The 2016 AFL Draw: Difficulty and Distortion

The 2016 AFL Draw, released in late October, once again sees teams playing only 22 of the 34 games required for an all-plays-all, home-and-away competition. In determining which 12 games - 6 at home and 6 away - a given team will miss, the League has in the interests of what it calls "on-field equity" applied a 'weighted rule', which is a mechanism for reducing the average disparity in ability between opponents, using the final ladder positions of 2015 as the measure of that ability.

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Who's Best To Play At Home?

The 2015 AFL Schedule is imbalanced, as have been all AFL schedules since 1987 when the competition expanded to 14 teams,  by which I mean that not every team plays every other team at home and away during the regular season. As many have written, this is not an ideal situation since it distorts the relative opportunities of teams' playing in Finals.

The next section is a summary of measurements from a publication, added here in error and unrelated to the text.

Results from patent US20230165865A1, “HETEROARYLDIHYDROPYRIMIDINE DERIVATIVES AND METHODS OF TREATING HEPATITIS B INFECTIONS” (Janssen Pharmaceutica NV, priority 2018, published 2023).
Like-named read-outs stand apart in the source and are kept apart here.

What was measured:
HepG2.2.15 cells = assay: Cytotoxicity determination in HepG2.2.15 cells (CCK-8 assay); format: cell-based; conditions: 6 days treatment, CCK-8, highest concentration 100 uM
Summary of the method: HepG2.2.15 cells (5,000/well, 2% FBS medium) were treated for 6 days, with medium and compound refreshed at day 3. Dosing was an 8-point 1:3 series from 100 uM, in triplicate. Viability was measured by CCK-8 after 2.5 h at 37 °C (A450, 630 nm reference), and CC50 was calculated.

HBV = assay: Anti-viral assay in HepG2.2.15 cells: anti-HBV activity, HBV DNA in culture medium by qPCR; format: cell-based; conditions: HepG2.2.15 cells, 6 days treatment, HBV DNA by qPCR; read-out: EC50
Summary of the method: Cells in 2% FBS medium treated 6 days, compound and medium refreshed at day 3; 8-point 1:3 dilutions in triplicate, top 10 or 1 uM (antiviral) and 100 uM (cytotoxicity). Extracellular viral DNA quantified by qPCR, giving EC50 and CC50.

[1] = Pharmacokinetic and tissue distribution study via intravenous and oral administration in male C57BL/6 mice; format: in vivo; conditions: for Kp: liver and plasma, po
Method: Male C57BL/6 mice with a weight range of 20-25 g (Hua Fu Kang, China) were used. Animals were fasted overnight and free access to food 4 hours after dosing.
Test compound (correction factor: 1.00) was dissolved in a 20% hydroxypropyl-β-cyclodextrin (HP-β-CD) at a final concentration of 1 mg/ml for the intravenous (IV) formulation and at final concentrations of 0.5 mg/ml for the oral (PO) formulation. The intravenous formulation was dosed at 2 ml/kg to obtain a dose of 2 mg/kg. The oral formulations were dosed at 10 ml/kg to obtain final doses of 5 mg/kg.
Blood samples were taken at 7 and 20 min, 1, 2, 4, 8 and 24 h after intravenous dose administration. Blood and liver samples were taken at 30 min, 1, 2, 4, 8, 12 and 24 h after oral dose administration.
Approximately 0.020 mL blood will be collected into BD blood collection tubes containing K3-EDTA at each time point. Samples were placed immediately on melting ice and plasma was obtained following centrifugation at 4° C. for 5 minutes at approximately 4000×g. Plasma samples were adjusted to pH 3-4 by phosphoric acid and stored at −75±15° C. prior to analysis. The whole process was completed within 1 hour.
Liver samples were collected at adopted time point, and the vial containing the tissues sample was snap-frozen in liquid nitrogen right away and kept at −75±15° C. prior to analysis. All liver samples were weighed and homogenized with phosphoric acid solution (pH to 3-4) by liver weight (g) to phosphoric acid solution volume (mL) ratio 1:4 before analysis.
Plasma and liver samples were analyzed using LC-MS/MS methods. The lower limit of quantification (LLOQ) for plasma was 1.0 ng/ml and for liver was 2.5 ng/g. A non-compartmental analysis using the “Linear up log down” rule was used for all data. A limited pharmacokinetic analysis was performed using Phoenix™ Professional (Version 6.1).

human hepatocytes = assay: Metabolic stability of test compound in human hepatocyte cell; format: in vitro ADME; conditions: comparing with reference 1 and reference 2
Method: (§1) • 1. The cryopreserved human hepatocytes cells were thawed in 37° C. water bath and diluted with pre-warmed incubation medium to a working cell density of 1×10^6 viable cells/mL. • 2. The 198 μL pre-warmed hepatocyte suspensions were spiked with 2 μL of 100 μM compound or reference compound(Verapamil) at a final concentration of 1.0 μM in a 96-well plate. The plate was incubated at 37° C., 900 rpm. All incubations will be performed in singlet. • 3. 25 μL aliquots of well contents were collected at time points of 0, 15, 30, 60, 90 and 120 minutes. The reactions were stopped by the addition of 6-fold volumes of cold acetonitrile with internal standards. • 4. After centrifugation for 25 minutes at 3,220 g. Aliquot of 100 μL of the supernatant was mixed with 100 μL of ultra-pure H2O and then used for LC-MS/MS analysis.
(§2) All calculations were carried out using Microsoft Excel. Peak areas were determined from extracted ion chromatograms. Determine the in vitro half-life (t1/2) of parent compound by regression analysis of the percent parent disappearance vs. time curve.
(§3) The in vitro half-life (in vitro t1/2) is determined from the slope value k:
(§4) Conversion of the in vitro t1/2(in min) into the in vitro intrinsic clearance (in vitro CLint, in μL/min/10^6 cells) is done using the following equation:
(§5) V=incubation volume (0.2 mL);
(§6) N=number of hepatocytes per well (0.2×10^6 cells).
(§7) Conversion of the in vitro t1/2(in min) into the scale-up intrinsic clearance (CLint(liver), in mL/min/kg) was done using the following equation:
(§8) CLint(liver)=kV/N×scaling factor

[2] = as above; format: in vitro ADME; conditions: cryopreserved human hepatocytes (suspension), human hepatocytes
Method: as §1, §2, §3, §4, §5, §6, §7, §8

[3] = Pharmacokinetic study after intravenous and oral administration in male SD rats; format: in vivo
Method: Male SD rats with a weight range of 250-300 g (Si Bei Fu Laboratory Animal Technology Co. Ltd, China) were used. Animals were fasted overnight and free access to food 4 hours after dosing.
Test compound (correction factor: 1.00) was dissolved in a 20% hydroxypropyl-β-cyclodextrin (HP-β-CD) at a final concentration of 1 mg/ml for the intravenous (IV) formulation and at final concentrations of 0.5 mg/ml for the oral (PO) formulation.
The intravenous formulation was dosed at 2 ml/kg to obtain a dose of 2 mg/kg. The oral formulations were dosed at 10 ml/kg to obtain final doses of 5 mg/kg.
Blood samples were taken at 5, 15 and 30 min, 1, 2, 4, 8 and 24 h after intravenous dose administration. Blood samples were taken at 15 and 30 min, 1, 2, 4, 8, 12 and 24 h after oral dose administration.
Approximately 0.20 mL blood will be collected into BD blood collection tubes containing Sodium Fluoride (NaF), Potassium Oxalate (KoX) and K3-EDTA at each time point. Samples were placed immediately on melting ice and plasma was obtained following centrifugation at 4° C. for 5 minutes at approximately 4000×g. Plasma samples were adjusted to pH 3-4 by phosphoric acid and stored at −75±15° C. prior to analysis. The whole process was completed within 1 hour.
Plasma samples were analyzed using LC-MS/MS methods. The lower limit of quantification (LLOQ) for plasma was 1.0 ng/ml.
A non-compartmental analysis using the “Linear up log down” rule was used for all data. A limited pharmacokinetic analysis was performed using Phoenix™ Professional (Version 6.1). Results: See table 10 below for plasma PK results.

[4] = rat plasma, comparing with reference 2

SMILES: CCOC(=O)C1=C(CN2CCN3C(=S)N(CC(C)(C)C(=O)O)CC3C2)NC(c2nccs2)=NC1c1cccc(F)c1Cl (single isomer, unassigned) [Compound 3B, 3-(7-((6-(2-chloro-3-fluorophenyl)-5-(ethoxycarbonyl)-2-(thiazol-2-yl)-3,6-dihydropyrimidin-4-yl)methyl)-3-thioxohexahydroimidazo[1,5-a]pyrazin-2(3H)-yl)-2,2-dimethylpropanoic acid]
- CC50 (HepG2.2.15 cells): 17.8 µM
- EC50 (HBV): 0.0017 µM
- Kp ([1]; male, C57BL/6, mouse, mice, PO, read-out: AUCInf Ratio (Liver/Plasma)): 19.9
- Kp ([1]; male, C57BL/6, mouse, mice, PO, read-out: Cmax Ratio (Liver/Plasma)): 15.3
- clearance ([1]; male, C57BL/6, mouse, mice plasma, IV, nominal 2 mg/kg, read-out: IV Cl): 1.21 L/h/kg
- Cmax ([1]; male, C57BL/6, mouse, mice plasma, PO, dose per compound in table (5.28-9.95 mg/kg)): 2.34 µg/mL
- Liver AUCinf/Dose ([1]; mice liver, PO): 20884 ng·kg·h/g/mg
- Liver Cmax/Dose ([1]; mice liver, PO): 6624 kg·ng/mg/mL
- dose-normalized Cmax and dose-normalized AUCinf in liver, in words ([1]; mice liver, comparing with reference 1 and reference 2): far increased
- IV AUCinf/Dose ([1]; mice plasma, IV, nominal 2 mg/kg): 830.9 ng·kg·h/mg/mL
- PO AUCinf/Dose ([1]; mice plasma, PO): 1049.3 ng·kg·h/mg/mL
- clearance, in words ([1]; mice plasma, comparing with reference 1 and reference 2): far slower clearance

As we'll see in this blog, teams will have distinct preferences for how that imbalance is reflected in their draw.

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The Draw's Unbalanced: So What?

In an earlier blog we looked at how each team had fared in the 2010 draw and assessed the relative difficulty of each team's draw by, somewhat crudely, estimating a (weighted) average MARS of the teams they played. From the point of view of the competition ladder, however, what matters is not the differences in the average MARS rating of the teams played, but how these differences, on a game-by-game basis, translate into expected competition points.
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